After looking at texts and Wikipedia, I am getting some confusion on difference between monadic second-order logic and full second-order logic and difference between Henkin semantic and full semantic.

Can anyone provide example sentences/formulae that clearly show the difference?


In monadic second-order logic, formulas are only allowed to contain unary second-order variables and first-order variables. For example the formula $\psi$ $$\forall x \forall y \exists X~X(x, y)$$ is not a formula of monadic second-order logic, because it contains a binary second-order variable $X$. (Monadic second-order logic formulas are also not allowed to contain second-order functional variables).

In standard semantics, a structure consists of a domain and interpretations for non-logical symbols (as in first-order logic). A quantifier over an $n$-ary second-order variable is interpreted to range over all $n$-ary relations in the domain. Thus a formula $\exists X \phi(\bar a, \bar A)$ (where $X$ is an $n$-ary second-order variable) would be true in a structure ${\cal M} = (M, ...)$ iff there is a set $B \subseteq M^n$ such that $\phi(\bar a, \bar A, B)$ is true in $\cal M$.

Under the standard semantics even monadic second-order logic is expressive enough not to admit a recursive axiomatisation. It is widely known that the standard first-order Peano axioms together with the full induction axiom $$\forall P (P(0) \land \forall x (P(x) \to P(s(x))) \to \forall x P(x))$$ characterise the structure of natural numbers up to isomorphism. This means that the set of formulas that logically follow from these (finite number of) axioms is not arithmetical.

In contrast in Henking semantics, a structure explicitly specifies the universe over which quantifiers over $n$-ary second order variables should range. These are called Henkin prestructures. It is easy to find a formula that is valid in standard semantics, but whose negation admits a Henkin prestructure. For example the above formula $\psi$ is valid in standard semantics. But is false in a Henkin prestructure where the range of binary second-order variables is empty.

As Henkin prestructures are overly broad, one sometimes requires the universes of second-order variables to satisfy some comprehension axioms. That is certain definable subsets should be in the universe. According to SEP a Henkin prestructure where all comprehension axioms hold is called a Henkin structure. Carl Mummert notes that Henkin prestructures that do not satisfy all comprehension axioms are also often considered in mathematics (see his comment for more details).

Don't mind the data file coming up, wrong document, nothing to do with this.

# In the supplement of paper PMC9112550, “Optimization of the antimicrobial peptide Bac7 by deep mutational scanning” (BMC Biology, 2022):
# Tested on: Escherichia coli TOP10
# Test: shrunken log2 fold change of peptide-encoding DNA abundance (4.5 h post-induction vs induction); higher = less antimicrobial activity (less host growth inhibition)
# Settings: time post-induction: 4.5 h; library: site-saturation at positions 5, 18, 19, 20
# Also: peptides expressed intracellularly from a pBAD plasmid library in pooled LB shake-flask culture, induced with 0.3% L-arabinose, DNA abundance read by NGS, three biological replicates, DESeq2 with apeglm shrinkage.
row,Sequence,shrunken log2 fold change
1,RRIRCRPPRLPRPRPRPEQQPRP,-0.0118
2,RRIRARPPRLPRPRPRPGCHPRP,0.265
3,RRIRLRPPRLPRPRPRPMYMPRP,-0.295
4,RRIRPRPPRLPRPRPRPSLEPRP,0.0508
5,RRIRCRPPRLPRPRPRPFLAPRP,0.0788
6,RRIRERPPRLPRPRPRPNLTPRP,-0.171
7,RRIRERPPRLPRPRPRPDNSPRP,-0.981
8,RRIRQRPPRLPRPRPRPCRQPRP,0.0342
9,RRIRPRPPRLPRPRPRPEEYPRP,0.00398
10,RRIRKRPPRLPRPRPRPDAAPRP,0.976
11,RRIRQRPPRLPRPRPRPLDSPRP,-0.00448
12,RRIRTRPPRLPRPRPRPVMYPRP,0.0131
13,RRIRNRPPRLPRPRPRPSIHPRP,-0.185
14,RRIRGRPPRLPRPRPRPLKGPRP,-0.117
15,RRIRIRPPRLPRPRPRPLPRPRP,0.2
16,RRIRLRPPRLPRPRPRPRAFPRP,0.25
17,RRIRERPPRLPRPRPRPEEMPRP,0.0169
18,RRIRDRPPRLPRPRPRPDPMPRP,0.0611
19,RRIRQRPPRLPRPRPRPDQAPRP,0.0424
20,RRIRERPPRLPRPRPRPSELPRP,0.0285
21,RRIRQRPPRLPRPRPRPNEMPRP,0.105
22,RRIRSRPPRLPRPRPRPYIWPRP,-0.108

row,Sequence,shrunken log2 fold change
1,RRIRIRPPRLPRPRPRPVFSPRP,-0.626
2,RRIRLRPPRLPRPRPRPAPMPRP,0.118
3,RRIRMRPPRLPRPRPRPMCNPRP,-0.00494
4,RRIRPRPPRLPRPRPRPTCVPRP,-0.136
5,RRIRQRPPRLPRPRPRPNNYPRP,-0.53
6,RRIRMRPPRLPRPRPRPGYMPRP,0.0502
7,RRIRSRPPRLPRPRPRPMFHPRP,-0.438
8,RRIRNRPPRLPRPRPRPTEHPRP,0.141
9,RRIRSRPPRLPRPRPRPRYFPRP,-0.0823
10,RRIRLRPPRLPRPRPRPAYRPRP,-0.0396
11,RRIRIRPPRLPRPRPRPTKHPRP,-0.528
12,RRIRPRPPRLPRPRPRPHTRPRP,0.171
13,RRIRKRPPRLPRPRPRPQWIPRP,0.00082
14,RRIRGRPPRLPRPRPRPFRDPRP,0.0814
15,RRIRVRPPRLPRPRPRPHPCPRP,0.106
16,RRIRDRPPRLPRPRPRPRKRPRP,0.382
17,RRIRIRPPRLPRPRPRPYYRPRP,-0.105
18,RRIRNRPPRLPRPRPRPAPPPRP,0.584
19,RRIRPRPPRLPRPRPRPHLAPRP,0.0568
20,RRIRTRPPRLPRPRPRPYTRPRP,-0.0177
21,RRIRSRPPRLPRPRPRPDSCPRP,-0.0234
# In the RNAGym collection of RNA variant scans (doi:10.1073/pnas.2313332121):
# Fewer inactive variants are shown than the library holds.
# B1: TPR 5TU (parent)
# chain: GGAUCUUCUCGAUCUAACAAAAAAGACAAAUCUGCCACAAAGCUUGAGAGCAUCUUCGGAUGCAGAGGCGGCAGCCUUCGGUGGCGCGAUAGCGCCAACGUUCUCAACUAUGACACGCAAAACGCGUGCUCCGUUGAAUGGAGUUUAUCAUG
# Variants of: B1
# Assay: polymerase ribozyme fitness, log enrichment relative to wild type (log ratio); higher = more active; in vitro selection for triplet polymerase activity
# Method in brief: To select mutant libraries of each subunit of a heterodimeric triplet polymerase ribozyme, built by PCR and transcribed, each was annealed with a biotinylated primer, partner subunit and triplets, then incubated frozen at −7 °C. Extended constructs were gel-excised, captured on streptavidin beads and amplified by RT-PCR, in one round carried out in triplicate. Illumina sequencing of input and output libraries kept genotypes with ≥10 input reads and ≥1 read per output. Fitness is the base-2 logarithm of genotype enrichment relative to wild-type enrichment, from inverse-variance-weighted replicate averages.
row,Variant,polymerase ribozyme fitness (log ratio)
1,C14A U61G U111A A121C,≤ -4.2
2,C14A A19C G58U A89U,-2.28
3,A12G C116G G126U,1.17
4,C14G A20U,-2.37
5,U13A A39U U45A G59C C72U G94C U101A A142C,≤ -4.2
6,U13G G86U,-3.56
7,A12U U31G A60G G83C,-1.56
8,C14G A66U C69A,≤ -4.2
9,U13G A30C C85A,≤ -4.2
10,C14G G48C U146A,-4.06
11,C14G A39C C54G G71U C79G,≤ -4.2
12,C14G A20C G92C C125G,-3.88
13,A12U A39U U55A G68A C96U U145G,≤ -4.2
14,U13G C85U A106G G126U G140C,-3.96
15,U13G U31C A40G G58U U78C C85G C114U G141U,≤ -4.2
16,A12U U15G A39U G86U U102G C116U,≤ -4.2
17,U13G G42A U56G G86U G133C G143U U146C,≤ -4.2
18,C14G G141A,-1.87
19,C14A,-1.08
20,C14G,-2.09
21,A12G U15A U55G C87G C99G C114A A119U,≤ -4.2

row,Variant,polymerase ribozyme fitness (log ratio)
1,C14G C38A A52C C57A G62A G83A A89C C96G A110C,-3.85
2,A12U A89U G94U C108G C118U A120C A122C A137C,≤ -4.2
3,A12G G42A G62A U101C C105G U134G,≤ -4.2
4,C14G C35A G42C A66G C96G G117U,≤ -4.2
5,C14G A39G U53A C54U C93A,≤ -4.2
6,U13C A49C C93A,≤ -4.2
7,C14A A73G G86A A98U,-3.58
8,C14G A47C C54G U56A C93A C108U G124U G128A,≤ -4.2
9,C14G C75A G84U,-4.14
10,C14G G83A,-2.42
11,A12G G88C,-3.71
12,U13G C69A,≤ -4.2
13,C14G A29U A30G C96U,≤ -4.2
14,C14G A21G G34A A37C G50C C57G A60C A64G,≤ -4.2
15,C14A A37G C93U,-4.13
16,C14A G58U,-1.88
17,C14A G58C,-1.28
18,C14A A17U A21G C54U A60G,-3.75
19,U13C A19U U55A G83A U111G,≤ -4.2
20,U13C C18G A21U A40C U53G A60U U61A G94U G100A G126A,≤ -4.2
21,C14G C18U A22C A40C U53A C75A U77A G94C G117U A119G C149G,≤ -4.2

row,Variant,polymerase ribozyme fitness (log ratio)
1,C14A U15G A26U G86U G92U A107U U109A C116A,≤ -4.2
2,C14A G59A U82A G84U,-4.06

Henkin semantics with any recursively enumerable set of comprehension axioms can be recursively axiomatised. This means that there a is formula $\chi$ that logically follows from Peano axioms together with full induction under standard semantics, but does not follow under Henkin semantics. This can be used to construct a valind (under standard semantics) formula, whose negation admits a Henkin structure.

More about Henkin semantics can be found in Stanford Encyclopedia of Philosophy

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    $\begingroup$ Be careful with your example, what you have written down is not a formula; essentially because $(x,y)$ is not an atomic formula. A formula capturing your idea is $\forall x \forall y \exists X (Xxy)$. $\endgroup$ – boumol May 12 '12 at 11:07
  • $\begingroup$ Another non-monadic formula is $(\exists f)(\forall z)[f(z) = z]$. Regarding Henkin models, in the most general setting they are not required to satisfy all comprehension axioms; that restriction is only needed if the axioms are also added to the object theory. For example a general Henkin model of $\mathsf{RCA}_0$ (a theory of arithmetic) will not satisfy the entire comprehension scheme. There is a completeness theorem for second order logic with Henkin semantics, but not if all the models are forced to satisfy the comprehension scheme. $\endgroup$ – Carl Mummert May 12 '12 at 11:49
  • $\begingroup$ The SEP does define Henkin models in which all the comprehension axioms have to hold, but that is because they are interested primarily in the philosophical study of second-order logic, and in that setting there is no reason not to include all the comprehension axioms. But in weak theories of arithmetic we generally do not include them all. $\endgroup$ – Carl Mummert May 12 '12 at 11:51
  • $\begingroup$ Maybe I misunderstood the question, but I thought he was asking for an explicit formula which is valid in monadic second order logic and is not valid in full Henkin semantics. Any idea how to write down one of these formulas? $\endgroup$ – boumol May 12 '12 at 12:07
  • $\begingroup$ @boumol There are hundreds of ways of defining formulas. I think $X(x, y)$ is much more common nowadays than $Xxy$ for atomic formulas. $\endgroup$ – Levon Haykazyan May 12 '12 at 20:02

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